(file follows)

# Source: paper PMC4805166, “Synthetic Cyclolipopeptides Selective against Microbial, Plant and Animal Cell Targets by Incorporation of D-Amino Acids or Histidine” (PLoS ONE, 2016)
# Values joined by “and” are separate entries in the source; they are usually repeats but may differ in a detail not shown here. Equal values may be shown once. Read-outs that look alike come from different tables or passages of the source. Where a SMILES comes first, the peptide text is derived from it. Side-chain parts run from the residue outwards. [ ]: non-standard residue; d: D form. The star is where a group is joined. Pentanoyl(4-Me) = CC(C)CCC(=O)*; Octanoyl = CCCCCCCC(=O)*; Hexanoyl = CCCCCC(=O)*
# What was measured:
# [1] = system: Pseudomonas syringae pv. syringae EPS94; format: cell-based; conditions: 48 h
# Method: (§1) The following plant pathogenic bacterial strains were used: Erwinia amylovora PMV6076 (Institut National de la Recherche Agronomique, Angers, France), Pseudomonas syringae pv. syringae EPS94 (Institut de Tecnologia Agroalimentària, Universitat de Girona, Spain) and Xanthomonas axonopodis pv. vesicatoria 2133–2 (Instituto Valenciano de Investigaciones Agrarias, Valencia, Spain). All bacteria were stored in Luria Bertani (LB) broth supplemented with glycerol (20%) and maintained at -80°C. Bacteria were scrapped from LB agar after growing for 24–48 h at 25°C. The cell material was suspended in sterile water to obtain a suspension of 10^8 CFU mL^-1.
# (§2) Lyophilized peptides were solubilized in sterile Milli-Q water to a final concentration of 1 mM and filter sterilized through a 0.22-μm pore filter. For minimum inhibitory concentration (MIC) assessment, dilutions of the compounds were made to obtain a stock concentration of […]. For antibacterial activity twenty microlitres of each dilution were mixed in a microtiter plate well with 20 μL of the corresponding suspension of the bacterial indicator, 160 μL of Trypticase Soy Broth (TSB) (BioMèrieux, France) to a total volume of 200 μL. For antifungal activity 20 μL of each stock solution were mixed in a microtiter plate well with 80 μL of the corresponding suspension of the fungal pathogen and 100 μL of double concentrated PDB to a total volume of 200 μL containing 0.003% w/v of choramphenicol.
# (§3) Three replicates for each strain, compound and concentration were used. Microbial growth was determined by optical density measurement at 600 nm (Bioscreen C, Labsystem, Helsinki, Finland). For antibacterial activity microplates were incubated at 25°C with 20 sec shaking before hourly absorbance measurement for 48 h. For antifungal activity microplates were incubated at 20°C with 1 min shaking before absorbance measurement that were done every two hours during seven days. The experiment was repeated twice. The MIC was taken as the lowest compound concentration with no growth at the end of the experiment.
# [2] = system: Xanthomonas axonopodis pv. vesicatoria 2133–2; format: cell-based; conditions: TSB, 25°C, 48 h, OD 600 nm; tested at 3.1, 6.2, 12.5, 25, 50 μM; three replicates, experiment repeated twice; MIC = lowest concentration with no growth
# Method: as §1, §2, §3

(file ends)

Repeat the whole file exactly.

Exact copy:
# Source: paper PMC4805166, “Synthetic Cyclolipopeptides Selective against Microbial, Plant and Animal Cell Targets by Incorporation of D-Amino Acids or Histidine” (PLoS ONE, 2016)
# Values joined by “and” are separate entries in the source; they are usually repeats but may differ in a detail not shown here. Equal values may be shown once. Read-outs that look alike come from different tables or passages of the source. Where a SMILES comes first, the peptide text is derived from it. Side-chain parts run from the residue outwards. [ ]: non-standard residue; d: D form. The star is where a group is joined. Pentanoyl(4-Me) = CC(C)CCC(=O)*; Octanoyl = CCCCCCCC(=O)*; Hexanoyl = CCCCCC(=O)*
# What was measured:
# [1] = system: Pseudomonas syringae pv. syringae EPS94; format: cell-based; conditions: 48 h
# Method: (§1) The following plant pathogenic bacterial strains were used: Erwinia amylovora PMV6076 (Institut National de la Recherche Agronomique, Angers, France), Pseudomonas syringae pv. syringae EPS94 (Institut de Tecnologia Agroalimentària, Universitat de Girona, Spain) and Xanthomonas axonopodis pv. vesicatoria 2133–2 (Instituto Valenciano de Investigaciones Agrarias, Valencia, Spain). All bacteria were stored in Luria Bertani (LB) broth supplemented with glycerol (20%) and maintained at -80°C. Bacteria were scrapped from LB agar after growing for 24–48 h at 25°C. The cell material was suspended in sterile water to obtain a suspension of 10^8 CFU mL^-1.
# (§2) Lyophilized peptides were solubilized in sterile Milli-Q water to a final concentration of 1 mM and filter sterilized through a 0.22-μm pore filter. For minimum inhibitory concentration (MIC) assessment, dilutions of the compounds were made to obtain a stock concentration of […]. For antibacterial activity twenty microlitres of each dilution were mixed in a microtiter plate well with 20 μL of the corresponding suspension of the bacterial indicator, 160 μL of Trypticase Soy Broth (TSB) (BioMèrieux, France) to a total volume of 200 μL. For antifungal activity 20 μL of each stock solution were mixed in a microtiter plate well with 80 μL of the corresponding suspension of the fungal pathogen and 100 μL of double concentrated PDB to a total volume of 200 μL containing 0.003% w/v of choramphenicol.
# (§3) Three replicates for each strain, compound and concentration were used. Microbial growth was determined by optical density measurement at 600 nm (Bioscreen C, Labsystem, Helsinki, Finland). For antibacterial activity microplates were incubated at 25°C with 20 sec shaking before hourly absorbance measurement for 48 h. For antifungal activity microplates were incubated at 20°C with 1 min shaking before absorbance measurement that were done every two hours during seven days. The experiment was repeated twice. The MIC was taken as the lowest compound concentration with no growth at the end of the experiment.
# [2] = system: Xanthomonas axonopodis pv. vesicatoria 2133–2; format: cell-based; conditions: TSB, 25°C, 48 h, OD 600 nm; tested at 3.1, 6.2, 12.5, 25, 50 μM; three replicates, experiment repeated twice; MIC = lowest concentration with no growth
# Method: as §1, §2, §3